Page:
|Kustas, William - Bill|
Submitted to: Water Resources Research
Publication Type: Peer Reviewed Journal
Publication Acceptance Date: 9/12/1998
Publication Date: N/A
Citation: N/A Interpretive Summary: An energy balance model has been developed to use land cover and soil moisture estimates derived from remote sensing data for applications over land surfaces. With ancillary meteorological data the model is capable of simulating energy fluxes, including water use by vegetation and soil/substrate, over the daytime period with just a single daily remote sensing observation of soil moisture. The model was tested with data collected from a subhumid watershed. Good agreement between observations and model predictions of the fluxes was found. With satellite-based remote sensing systems the model has potential for mapping evapotranspiration over complex landscapes and the capability to monitor water use at watershed and regional scales. This information is important in order to assess the impact of agricultural management practices on local and regional climate and to address environmental impact issues. In addition, the ability to monitor water use over large regions will assist resource managers to assess the vegetation health of agricultural and natural ecosystems.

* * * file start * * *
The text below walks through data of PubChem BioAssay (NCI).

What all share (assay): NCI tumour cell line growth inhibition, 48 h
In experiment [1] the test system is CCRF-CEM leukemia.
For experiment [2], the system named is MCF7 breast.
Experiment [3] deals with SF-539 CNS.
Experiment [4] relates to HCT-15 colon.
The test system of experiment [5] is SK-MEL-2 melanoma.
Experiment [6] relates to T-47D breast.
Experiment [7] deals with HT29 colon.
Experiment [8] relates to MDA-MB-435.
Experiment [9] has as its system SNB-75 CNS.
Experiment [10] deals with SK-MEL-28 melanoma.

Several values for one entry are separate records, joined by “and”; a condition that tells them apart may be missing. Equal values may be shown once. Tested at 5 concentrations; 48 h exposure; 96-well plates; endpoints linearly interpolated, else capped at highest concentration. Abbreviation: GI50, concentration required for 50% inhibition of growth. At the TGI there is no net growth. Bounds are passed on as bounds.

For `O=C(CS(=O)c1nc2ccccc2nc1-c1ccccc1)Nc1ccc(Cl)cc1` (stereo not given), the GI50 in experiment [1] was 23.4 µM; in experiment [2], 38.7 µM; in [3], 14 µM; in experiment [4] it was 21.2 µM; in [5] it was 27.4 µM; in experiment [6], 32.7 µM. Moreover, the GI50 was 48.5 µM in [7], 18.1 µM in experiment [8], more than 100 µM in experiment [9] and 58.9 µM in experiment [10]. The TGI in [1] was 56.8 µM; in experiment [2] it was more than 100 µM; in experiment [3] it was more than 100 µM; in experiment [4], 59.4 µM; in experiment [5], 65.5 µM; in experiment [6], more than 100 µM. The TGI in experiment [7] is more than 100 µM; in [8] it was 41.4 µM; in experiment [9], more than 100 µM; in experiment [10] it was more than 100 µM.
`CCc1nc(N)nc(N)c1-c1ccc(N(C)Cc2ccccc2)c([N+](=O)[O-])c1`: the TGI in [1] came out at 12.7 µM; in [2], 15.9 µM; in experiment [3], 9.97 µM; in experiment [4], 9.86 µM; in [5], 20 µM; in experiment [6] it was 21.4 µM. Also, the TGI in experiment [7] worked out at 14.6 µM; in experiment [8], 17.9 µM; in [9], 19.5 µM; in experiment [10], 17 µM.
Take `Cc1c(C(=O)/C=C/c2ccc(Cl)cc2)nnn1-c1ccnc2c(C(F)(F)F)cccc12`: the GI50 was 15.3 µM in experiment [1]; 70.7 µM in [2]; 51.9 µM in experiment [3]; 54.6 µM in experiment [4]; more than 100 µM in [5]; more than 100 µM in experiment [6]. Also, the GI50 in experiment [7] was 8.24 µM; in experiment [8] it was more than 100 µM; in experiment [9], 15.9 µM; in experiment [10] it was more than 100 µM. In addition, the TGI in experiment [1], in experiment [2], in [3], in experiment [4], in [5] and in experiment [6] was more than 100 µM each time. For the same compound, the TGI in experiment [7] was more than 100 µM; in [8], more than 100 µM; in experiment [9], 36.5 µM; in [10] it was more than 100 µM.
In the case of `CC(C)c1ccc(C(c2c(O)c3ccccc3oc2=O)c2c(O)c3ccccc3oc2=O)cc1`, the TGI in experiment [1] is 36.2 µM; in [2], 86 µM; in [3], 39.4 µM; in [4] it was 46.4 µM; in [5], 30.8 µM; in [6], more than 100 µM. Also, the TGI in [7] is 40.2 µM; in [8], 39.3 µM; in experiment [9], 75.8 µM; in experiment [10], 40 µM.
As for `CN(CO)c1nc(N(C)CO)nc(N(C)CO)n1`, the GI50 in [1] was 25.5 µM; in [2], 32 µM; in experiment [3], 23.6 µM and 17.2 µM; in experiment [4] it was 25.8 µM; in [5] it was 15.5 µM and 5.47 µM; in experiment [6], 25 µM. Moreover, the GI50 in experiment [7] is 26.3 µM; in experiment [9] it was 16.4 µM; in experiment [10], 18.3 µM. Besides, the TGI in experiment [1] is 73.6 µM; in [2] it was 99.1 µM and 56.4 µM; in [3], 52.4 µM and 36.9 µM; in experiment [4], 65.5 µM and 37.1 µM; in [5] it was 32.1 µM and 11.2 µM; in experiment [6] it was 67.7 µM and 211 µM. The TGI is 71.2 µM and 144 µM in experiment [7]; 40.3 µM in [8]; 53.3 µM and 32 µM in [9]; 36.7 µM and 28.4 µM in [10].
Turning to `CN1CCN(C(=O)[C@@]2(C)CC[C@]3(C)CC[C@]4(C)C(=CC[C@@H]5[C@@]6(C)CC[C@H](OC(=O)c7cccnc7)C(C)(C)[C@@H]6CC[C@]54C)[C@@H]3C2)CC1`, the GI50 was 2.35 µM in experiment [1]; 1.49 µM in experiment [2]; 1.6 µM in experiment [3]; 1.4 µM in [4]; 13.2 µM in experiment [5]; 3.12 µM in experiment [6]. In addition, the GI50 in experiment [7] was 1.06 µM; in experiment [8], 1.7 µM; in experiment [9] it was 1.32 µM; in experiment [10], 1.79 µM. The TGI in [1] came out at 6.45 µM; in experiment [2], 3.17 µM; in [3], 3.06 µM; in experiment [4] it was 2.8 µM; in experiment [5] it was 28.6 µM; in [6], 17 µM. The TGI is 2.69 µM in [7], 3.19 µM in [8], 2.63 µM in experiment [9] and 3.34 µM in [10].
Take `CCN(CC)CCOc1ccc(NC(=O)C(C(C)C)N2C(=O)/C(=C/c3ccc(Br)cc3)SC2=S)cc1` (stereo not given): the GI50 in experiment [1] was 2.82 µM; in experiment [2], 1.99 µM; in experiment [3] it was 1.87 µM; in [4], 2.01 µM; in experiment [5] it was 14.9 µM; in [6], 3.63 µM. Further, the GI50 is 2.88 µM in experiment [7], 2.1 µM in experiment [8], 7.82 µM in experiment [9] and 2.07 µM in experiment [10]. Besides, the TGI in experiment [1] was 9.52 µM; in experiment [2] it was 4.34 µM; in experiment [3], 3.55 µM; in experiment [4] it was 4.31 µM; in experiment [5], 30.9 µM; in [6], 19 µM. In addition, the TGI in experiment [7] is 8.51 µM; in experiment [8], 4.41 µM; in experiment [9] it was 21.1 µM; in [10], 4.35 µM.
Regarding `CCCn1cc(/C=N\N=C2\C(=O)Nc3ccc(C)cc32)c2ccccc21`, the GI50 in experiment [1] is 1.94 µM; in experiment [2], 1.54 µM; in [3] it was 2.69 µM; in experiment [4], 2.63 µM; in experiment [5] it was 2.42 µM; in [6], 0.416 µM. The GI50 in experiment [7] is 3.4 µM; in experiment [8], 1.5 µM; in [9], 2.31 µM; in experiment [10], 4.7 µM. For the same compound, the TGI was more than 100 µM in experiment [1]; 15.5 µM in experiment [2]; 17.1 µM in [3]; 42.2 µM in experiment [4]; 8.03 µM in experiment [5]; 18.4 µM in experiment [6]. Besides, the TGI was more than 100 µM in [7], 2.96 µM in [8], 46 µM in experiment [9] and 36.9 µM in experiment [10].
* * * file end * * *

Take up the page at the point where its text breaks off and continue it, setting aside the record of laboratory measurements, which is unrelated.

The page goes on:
Technical Abstract: A two-source energy balance model was applied to remotely sensed near-surface soil moisture maps generated from passive microwave data collected during the Washita '92 Experiment conducted in the Little Washita watershed, a subhumid basin. Soil parameters for the model were derived from a soil texture data base. Vegetation parameters were derived from a combination of a land use/land cover data base and a vegetation index map created from a SPOT satellite image. Maps of midday Bowen ratio were created using the microwave images. The daily images of the Bowen ratio indicated areas with low vegetation cover or senescent vegetation which were drying out significantly while other areas with higher vegetation cover showed smaller increases in response to a drying soil surface. This result agrees with the surface flux observations which showed minor changes in the Bowen ratio for the experimental period. The reliability of the model was evaluated by comparing predicted daytime fluxes to observed daytime fluxes from four sites. Differences between modeled and observed fluxes were within 25%, on average. Model simulated surface temperatures were compared to sites containing ground-based observations. Differences between modeled and measured surface temperatures averaged approximately 2 K. These results indicate that the two-source model can reliably map surface fluxes at large scales using remotely sensed surface soil moisture under the conditions that existed during Washita '92.